Or so says the owner's manual for our new stove. Right now I'm apparently not feeling very artistic; every time I lift the griddle to add more wood, huge puffs of smoke drift up out of the stove to hang in a blue haze above our heads. I set off the smoke alarm during naptime. Miraculously, the boy whom I had to sit on before he would stay in his bed and go to sleep did not wake up, although the alarm is right outside his room.
Mysteries of the universe, I tell you.
The smoke is, I am thinking, a result of bad wood and no fault of the stove itself. The stove itself is a thing of beauty and we have had our thermostat set at 55 since we built our first fire last night. The thermostat is set at 55, but it is actually 65 in the house. Even with the windows cracked.
A thing of beauty, indeed.
I took a few pictures yesterday, just to document the whole process...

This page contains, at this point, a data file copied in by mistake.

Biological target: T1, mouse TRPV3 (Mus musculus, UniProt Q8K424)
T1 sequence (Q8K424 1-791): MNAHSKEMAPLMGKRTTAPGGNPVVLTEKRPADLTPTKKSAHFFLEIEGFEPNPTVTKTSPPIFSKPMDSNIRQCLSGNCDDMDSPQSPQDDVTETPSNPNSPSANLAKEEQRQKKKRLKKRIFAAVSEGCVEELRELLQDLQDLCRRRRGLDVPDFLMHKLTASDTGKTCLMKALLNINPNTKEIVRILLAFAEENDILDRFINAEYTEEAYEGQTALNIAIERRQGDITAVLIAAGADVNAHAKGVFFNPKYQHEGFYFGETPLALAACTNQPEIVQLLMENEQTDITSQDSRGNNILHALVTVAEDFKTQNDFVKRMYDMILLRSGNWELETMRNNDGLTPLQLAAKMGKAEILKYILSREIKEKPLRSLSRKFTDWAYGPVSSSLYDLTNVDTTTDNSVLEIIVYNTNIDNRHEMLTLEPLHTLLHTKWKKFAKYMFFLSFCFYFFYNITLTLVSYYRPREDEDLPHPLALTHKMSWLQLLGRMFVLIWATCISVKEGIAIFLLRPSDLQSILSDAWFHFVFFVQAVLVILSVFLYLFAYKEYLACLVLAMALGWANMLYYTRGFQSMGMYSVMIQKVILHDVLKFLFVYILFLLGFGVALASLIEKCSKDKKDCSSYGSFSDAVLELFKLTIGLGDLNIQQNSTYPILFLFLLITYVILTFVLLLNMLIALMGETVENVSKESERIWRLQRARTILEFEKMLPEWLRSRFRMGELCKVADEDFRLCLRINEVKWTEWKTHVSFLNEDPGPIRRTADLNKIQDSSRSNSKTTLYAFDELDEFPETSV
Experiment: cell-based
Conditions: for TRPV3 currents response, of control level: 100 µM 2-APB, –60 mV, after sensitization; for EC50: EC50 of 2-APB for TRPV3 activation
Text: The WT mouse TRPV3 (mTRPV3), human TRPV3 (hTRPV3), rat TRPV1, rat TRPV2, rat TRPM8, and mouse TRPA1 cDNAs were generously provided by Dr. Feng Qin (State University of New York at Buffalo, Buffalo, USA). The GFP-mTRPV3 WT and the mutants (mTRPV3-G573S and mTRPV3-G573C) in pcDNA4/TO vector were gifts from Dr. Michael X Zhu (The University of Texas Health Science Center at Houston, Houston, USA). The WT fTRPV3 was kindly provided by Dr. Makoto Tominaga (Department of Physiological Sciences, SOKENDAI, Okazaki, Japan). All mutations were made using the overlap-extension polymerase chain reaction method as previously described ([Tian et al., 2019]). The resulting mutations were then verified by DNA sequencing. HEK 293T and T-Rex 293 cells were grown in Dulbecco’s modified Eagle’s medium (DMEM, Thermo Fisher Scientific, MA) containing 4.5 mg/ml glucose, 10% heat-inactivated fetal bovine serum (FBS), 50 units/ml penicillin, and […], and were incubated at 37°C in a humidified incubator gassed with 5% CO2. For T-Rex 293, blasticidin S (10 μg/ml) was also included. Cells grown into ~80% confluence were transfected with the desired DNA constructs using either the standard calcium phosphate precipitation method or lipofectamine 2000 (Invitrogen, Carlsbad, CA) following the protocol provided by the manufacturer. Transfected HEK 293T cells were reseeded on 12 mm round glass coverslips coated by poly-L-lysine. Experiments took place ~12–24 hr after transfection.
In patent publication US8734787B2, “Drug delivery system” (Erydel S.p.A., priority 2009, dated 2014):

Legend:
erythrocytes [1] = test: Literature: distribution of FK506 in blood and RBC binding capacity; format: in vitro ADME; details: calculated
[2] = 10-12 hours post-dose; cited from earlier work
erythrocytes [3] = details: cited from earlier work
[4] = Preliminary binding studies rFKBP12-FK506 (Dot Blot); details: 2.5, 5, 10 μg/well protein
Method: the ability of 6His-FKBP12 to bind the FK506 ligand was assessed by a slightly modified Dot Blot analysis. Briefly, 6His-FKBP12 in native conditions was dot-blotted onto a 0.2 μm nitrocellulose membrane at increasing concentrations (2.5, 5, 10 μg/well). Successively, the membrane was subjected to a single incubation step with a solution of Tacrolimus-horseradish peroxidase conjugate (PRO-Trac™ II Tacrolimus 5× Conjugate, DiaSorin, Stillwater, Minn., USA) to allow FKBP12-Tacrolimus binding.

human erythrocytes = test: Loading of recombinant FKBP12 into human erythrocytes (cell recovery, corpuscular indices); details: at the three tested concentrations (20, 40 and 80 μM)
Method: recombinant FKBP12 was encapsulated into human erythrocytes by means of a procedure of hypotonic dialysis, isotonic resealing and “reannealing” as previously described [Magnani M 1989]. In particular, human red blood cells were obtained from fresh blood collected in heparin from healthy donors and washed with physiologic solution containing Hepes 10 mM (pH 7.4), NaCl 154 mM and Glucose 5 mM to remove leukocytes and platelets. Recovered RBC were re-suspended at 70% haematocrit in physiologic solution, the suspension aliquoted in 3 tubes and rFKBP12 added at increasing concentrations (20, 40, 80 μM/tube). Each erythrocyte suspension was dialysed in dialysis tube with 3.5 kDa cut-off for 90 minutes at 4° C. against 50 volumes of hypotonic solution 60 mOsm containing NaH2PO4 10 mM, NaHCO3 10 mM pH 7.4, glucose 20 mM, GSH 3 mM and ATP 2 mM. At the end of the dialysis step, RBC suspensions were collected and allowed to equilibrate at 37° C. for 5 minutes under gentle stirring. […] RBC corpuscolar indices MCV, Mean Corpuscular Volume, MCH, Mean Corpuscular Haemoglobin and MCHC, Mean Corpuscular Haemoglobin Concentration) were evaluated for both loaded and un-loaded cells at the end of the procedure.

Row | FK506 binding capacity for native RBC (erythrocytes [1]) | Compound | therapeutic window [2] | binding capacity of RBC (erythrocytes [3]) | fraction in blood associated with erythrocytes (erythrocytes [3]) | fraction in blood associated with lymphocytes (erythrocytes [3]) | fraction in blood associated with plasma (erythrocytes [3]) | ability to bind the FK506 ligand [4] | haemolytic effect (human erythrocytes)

The old stove, coming out. (And blurry as all heck, too, because I have a hard time with the twilight function on my camera. I guess my hands shake. Good thing I'm not a surgeon, huh?) When our installer tore out the existing stove pipe and insulation, he shook his head. "You're not supposed to do it this way anymore," he said. This seems to be a theme with things the former owners did around the house...
It had just started snowing when the truck pulled up, but snow does not prevent upstate New Yorkers from climbing on your roof.
The snow did make it a little tough to haul the stove through our front yard, though. (You can't tell from this picture, but it snowed pretty hard through most of the installation process. We ended up with a couple inches.)
Finally, it's inside!
And after a lot of maneuvering... in place! (I'm glad I took this picture to remind me that the glass is supposed to be clear.)
So what have I done today besides set off smoke alarms and read wood stove manuals?
Not a whole lot.